Understanding Stablecoins

With stablecoins like Tether and Gemini making news recently, it is worth exploring what the term “stablecoin” means, and how it might impact businesses and consumers in the coming years.

For starters, a stablecoin is a type of cryptocurrency that is designed to mitigate the short-term volatility that most cryptocurrencies are known for. Stablecoins are typically pegged to and collateralized by fiat currencies in a fixed ratio, and the most popular currencies are the U.S. dollar, euro, and Swiss franc. Stablecoins can also be pegged to and backed by exchange-traded commodities like gold, other cryptocurrencies, or decentralized autonomous organizations (DAOs, which are not collateralized), but these alternatives are not necessarily as effective at combatting volatility.

There are well over a dozen stablecoins in existence, and the list continues to grow. It includes:  Basis, BitUSD, Dai, Digix, Gemini Dollar, Paxos Standard, RockZ, Steem, Tether, TrueUSD, and USD//Coin. In late 2018, CoinMarketCap reported that Tether had over 87% of the stablecoin market capitalization, and over 98% of the total volume of all stablecoins traded within the 24 hours before the data was published. See below for a deeper dive on Tether, which was originally issued under the name “Realcoin” in October 2014.           

So why exactly are stablecoins noteworthy? And why is volatility a “problem” that needs to be solved? (Many investors would say that high volatility is desirable – more risk, more reward). The answer lies in cryptocurrency’s role as a currency. So long as cryptocurrency prices are fluctuating on a daily or even hourly basis, those cryptocurrencies will have a number of impediments to adoption as a traditional currency substitute.

Think about it: if a business wants to accept payment in cryptocurrency, what happens when a customer wants to return a product? If the customer paid the equivalent of $1000 in Bitcoin for the product, but the value of the same amount of Bitcoin has now increased to $1,500 or decreased to $500, what amount of Bitcoin should the customer receive upon returning the product? How should volatility risk be allocated? Should the business hold on to the Bitcoin payment as an investment and/or use it to pay employees and suppliers? Should the business exchange it for fiat currency immediately? These are the questions that arise (at least in part) because of the volatile nature of cryptocurrencies, that may be answered (at least in part) by the use of a stablecoin.

Stablecoins, because they (ostensibly) lack the volatility associated with typical cryptocurrencies, may be a more suitable medium of exchange and store of value for the general public. They operate (again, ostensibly) like traditional currencies, but with the benefits of a cryptocurrency: cryptographic security, immutability, accessibility, lower fees, and speedy transactions, among other things. Tyler Winklevoss, one of the founders and CEO of the company that issues Gemini Dollars, called stablecoins “the missing link between the traditional banking system and the crypto economy.” Sounds like a perfect method of payment for retailers, no?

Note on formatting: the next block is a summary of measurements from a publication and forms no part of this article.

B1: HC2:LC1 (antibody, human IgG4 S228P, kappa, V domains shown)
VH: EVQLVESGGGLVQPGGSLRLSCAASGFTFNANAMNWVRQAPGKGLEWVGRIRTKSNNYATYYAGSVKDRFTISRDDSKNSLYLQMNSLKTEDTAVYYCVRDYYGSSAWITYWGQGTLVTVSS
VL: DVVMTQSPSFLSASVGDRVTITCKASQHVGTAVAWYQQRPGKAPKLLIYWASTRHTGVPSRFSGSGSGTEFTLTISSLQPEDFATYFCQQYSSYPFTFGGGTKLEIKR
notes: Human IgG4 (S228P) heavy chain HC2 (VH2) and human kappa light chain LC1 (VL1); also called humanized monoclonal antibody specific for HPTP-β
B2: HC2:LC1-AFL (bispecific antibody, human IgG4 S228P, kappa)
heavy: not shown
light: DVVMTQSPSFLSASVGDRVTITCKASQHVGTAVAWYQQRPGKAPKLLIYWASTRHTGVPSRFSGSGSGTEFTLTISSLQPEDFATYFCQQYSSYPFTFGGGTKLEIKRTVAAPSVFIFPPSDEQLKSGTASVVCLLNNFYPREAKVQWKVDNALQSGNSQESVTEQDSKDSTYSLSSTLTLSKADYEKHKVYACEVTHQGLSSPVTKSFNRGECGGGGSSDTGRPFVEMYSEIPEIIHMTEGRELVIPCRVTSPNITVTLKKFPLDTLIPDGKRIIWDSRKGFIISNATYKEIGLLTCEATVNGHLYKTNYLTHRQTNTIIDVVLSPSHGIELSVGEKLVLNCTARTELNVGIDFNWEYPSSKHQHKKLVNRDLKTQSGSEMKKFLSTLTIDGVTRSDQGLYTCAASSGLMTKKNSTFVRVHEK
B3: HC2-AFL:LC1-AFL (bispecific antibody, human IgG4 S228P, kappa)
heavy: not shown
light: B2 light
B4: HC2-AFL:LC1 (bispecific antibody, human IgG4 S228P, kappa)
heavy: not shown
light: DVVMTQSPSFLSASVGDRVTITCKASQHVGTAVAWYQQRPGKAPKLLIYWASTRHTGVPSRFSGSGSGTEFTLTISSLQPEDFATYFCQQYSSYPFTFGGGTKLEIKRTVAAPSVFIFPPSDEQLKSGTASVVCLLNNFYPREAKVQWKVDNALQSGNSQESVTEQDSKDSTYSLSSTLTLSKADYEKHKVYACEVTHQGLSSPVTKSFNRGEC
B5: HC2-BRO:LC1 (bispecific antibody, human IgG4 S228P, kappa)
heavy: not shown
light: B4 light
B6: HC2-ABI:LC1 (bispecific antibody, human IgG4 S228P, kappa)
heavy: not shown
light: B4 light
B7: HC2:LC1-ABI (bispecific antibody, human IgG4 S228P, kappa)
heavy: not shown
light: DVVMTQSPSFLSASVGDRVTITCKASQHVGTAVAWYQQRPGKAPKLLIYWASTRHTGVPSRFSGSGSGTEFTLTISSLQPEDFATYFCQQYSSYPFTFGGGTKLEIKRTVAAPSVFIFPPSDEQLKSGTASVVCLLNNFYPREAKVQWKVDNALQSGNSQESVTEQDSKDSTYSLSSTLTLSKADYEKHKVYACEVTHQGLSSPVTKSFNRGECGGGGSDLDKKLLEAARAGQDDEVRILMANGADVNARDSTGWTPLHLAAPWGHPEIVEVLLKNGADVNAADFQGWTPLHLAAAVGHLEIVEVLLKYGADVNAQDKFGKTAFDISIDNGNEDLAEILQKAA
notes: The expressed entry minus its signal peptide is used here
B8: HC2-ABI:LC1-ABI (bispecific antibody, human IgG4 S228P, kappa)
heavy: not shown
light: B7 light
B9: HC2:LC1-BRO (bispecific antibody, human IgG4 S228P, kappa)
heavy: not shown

Well, almost. Even if a stablecoin acts like a currency, it will still be treated as property for federal tax purposes, and as a commodity for purposes of regulation by the Commodity Futures Trading Commission (CFTC), unless Congress provides a legislative solution or one of the relevant agencies changes its regulations or guidance.

This means that stablecoins will not be able to solve certain cryptocurrency “problems” – including onerous IRS reporting and recordkeeping requirements, and capital gains taxes for any proceeds gained upon the exchange of a stablecoin for traditional currency (though in theory there should be no capital gains or losses if a stablecoin is exchanged for the currency to which it is pegged).

And about that peg – exactly how accurate is it? Take Tether, for example. The most popular and earliest stablecoin is designed to always be worth $1.00, and yet it dipped to $0.88 in October of last year. Although not entirely clear, it appears that investors panicked about the accuracy of Tether’s purported U.S. dollar reserves and access to banking services, and exchanged Tether in droves for Bitcoin, which then drove up the price of Bitcoin and raised price manipulation concerns that were then investigated by the CFTC. Despite Tether’s lack of parity with the dollar, its 2016 white paper states that Tether holders can redeem their stablecoin holdings for U.S. dollars directly with the company, which (supposedly) maintains one U.S. dollar for each one Tether. It is unclear whether Tether will retain its market share, particularly in light of these concerns and the market being flooded with new types of stablecoins.

What do you think – will the advent of stablecoins lead more businesses to accept cryptocurrency payments? Will Tether maintain its market lead? In my opinion: this is an area to watch closely in 2019. I expect stablecoin usage to become more and more prevalent, particularly as businesses weigh their payment options.

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